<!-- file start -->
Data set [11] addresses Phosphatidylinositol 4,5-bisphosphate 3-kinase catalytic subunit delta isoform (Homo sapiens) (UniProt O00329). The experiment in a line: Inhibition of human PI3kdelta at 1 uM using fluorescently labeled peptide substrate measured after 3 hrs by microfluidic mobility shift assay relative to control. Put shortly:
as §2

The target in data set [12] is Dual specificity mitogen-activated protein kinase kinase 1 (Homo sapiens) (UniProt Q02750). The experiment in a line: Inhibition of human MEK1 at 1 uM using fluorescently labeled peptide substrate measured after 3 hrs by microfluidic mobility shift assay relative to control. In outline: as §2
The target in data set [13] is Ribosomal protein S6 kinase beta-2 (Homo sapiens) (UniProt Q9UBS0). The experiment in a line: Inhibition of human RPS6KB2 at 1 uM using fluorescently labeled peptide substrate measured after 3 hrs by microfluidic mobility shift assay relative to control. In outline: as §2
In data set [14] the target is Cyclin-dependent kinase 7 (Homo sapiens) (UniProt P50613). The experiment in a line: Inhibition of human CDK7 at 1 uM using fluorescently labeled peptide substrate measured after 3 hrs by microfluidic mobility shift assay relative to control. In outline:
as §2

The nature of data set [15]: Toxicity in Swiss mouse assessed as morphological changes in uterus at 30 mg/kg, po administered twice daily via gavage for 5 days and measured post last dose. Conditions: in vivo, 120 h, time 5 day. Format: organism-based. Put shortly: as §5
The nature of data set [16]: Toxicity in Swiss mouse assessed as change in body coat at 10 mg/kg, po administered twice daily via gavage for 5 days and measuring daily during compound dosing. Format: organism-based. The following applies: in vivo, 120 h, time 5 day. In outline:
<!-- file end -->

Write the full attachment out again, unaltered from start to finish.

Data set [11] addresses Phosphatidylinositol 4,5-bisphosphate 3-kinase catalytic subunit delta isoform (Homo sapiens) (UniProt O00329). The experiment in a line: Inhibition of human PI3kdelta at 1 uM using fluorescently labeled peptide substrate measured after 3 hrs by microfluidic mobility shift assay relative to control. Put shortly:
as §2

The target in data set [12] is Dual specificity mitogen-activated protein kinase kinase 1 (Homo sapiens) (UniProt Q02750). The experiment in a line: Inhibition of human MEK1 at 1 uM using fluorescently labeled peptide substrate measured after 3 hrs by microfluidic mobility shift assay relative to control. In outline: as §2
The target in data set [13] is Ribosomal protein S6 kinase beta-2 (Homo sapiens) (UniProt Q9UBS0). The experiment in a line: Inhibition of human RPS6KB2 at 1 uM using fluorescently labeled peptide substrate measured after 3 hrs by microfluidic mobility shift assay relative to control. In outline: as §2
In data set [14] the target is Cyclin-dependent kinase 7 (Homo sapiens) (UniProt P50613). The experiment in a line: Inhibition of human CDK7 at 1 uM using fluorescently labeled peptide substrate measured after 3 hrs by microfluidic mobility shift assay relative to control. In outline:
as §2

The nature of data set [15]: Toxicity in Swiss mouse assessed as morphological changes in uterus at 30 mg/kg, po administered twice daily via gavage for 5 days and measured post last dose. Conditions: in vivo, 120 h, time 5 day. Format: organism-based. Put shortly: as §5
The nature of data set [16]: Toxicity in Swiss mouse assessed as change in body coat at 10 mg/kg, po administered twice daily via gavage for 5 days and measuring daily during compound dosing. Format: organism-based. The following applies: in vivo, 120 h, time 5 day. In outline: